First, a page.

About the Author

Bertha Henson worked in the Singapore Press Holdings (SPH) stable of newspapers for 26 years, finally as Associate Editor of The Straits Times, Singapore’s national English-language broadsheet. In 2012, she left the organisation to start her own media consultancy,
Newsmakers, and to teach at the National University of Singapore. She started her blog, Bertha Harian (Bertha's Daily) the day after she left SPH, and launched Breakfast Network, a semiprofessional news and views website with friends and undergraduates in early 2013. The website closed at the end of the year because she and fellow editors declined to meet registration requirements then newly-imposed by Singapore’s Media Development Authority.

ISBN:     9789810914738
Price:     local currencies
Format:  Paperback / eBook

Thursday 7 August 2014

Looking Back At Byron...

The 2014 Byron Bay Writers Festival has just finished.

Byron turned on mostly perfect winter weather for the Festival, attended by thousands of readers who reveled in relaxed literature by the beach at many of the sell-out sessions.

Festival Director Edwina Johnson is thrilled her first Festival Program was so well received by the local and wider community.‘The whole event ran incredibly smoothly, our volunteers once again doing Byron proud.’

According to Johnson the convivial 2014 tone was set by the gregarious Festival authors from Opening Night at the Byron Bay Surf Club. ‘Delta Kay’s welcome to country was incredibly moving – you could hear a pin drop in the room and Tim Eddy’s short film summarising our Five Writers, Five Towns in Five Days regional literary tour was a triumph. People didn’t want to leave.’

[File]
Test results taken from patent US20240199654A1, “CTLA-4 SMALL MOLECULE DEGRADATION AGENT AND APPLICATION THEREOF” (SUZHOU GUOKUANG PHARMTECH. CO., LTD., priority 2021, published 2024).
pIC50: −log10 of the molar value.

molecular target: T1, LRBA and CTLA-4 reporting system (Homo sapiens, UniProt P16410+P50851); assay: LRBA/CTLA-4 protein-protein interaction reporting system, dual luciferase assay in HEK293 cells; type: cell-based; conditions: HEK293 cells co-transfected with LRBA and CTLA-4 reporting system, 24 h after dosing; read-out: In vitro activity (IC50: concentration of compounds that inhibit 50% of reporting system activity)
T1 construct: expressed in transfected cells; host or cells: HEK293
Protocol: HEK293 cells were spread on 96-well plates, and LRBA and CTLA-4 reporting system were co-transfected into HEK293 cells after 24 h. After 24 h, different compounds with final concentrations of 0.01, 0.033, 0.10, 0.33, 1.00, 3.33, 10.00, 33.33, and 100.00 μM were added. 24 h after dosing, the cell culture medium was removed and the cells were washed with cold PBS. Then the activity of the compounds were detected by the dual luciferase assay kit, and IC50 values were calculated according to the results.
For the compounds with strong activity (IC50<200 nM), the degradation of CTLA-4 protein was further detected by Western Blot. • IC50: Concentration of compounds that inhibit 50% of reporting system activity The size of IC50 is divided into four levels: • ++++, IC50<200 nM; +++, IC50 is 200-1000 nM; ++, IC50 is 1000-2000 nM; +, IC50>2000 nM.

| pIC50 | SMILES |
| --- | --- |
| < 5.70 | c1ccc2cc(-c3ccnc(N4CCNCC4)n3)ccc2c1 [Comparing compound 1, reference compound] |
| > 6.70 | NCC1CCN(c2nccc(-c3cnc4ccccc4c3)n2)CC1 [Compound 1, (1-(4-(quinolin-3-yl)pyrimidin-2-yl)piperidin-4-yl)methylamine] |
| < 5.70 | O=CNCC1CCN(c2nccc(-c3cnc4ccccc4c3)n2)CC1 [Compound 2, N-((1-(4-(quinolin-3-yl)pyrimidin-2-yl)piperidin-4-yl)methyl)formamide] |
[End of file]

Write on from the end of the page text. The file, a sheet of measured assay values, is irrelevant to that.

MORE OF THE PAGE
Johnson says the audience for Jeanette Winterson’s Keynote Address was so large it spilled out the back of the marquee for 10 metres.  ‘Jeanette’s speech, The Stories We Tell captivated the estimated 1000 people at her session and moved many to tears. She received a rousing standing ovation and afterwards, the book signing queue stretched out and around the bookshop.’

The crowd at the Andrew Denton and Andrew Knight conversation with Geoff Lemon also spilled out of the tent. ‘Bringing the Andrews together for a session has been a long-held dream of Festival Founder Chris Hanley and it was worth the wait,’ says Johnson. ‘The tent continuously erupted in laughter as the privileged audience listened in on the conversation between these two extraordinary men.’